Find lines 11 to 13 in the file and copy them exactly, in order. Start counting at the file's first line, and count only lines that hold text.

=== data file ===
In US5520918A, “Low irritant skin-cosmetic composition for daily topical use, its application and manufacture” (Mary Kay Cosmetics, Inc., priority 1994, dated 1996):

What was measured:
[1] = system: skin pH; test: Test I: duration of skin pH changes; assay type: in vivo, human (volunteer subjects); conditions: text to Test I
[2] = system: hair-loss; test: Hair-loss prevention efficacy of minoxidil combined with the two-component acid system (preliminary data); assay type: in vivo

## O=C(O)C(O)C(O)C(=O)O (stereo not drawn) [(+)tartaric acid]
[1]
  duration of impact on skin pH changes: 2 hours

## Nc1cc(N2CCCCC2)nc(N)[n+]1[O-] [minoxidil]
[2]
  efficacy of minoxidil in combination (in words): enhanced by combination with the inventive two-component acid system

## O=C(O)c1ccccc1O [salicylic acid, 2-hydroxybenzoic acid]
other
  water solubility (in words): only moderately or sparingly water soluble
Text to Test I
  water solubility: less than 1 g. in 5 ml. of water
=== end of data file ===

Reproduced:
## O=C(O)c1ccccc1O [salicylic acid, 2-hydroxybenzoic acid]
other
  water solubility (in words): only moderately or sparingly water soluble